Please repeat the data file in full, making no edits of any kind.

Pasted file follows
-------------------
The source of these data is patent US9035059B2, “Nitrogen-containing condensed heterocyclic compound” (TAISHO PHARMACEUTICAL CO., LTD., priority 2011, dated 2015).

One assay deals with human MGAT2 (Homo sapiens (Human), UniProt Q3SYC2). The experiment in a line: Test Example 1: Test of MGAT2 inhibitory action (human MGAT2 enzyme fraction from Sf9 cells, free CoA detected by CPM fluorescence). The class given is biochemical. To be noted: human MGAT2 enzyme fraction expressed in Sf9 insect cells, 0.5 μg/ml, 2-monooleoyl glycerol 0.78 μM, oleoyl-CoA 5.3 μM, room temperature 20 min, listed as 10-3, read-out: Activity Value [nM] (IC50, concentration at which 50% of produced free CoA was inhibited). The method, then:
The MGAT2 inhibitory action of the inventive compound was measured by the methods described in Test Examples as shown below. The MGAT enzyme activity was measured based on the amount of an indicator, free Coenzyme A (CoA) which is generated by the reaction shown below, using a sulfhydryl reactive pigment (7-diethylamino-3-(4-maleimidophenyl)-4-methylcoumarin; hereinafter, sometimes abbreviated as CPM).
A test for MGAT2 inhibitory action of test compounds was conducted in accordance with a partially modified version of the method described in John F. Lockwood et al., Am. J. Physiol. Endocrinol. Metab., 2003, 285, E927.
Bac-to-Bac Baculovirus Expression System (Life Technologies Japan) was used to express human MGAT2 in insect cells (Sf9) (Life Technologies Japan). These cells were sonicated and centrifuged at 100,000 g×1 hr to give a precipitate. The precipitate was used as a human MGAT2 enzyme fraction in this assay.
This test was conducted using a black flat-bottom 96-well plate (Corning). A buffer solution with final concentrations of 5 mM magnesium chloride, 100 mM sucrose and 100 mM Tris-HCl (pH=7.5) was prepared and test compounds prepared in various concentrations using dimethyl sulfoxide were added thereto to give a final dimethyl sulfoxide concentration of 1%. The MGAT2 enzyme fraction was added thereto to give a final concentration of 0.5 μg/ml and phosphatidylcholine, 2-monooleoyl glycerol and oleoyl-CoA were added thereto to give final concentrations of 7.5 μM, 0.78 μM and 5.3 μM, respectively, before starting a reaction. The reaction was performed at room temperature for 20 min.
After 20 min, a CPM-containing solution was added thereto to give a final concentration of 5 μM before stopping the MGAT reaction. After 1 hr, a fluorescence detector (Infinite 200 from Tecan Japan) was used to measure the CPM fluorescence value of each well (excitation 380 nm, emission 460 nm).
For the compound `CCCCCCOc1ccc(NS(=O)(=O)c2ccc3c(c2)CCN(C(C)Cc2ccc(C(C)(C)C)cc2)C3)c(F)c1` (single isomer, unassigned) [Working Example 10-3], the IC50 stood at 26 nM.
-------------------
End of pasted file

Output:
The source of these data is patent US9035059B2, “Nitrogen-containing condensed heterocyclic compound” (TAISHO PHARMACEUTICAL CO., LTD., priority 2011, dated 2015).

One assay deals with human MGAT2 (Homo sapiens (Human), UniProt Q3SYC2). The experiment in a line: Test Example 1: Test of MGAT2 inhibitory action (human MGAT2 enzyme fraction from Sf9 cells, free CoA detected by CPM fluorescence). The class given is biochemical. To be noted: human MGAT2 enzyme fraction expressed in Sf9 insect cells, 0.5 μg/ml, 2-monooleoyl glycerol 0.78 μM, oleoyl-CoA 5.3 μM, room temperature 20 min, listed as 10-3, read-out: Activity Value [nM] (IC50, concentration at which 50% of produced free CoA was inhibited). The method, then:
The MGAT2 inhibitory action of the inventive compound was measured by the methods described in Test Examples as shown below. The MGAT enzyme activity was measured based on the amount of an indicator, free Coenzyme A (CoA) which is generated by the reaction shown below, using a sulfhydryl reactive pigment (7-diethylamino-3-(4-maleimidophenyl)-4-methylcoumarin; hereinafter, sometimes abbreviated as CPM).
A test for MGAT2 inhibitory action of test compounds was conducted in accordance with a partially modified version of the method described in John F. Lockwood et al., Am. J. Physiol. Endocrinol. Metab., 2003, 285, E927.
Bac-to-Bac Baculovirus Expression System (Life Technologies Japan) was used to express human MGAT2 in insect cells (Sf9) (Life Technologies Japan). These cells were sonicated and centrifuged at 100,000 g×1 hr to give a precipitate. The precipitate was used as a human MGAT2 enzyme fraction in this assay.
This test was conducted using a black flat-bottom 96-well plate (Corning). A buffer solution with final concentrations of 5 mM magnesium chloride, 100 mM sucrose and 100 mM Tris-HCl (pH=7.5) was prepared and test compounds prepared in various concentrations using dimethyl sulfoxide were added thereto to give a final dimethyl sulfoxide concentration of 1%. The MGAT2 enzyme fraction was added thereto to give a final concentration of 0.5 μg/ml and phosphatidylcholine, 2-monooleoyl glycerol and oleoyl-CoA were added thereto to give final concentrations of 7.5 μM, 0.78 μM and 5.3 μM, respectively, before starting a reaction. The reaction was performed at room temperature for 20 min.
After 20 min, a CPM-containing solution was added thereto to give a final concentration of 5 μM before stopping the MGAT reaction. After 1 hr, a fluorescence detector (Infinite 200 from Tecan Japan) was used to measure the CPM fluorescence value of each well (excitation 380 nm, emission 460 nm).
For the compound `CCCCCCOc1ccc(NS(=O)(=O)c2ccc3c(c2)CCN(C(C)Cc2ccc(C(C)(C)C)cc2)C3)c(F)c1` (single isomer, unassigned) [Working Example 10-3], the IC50 stood at 26 nM.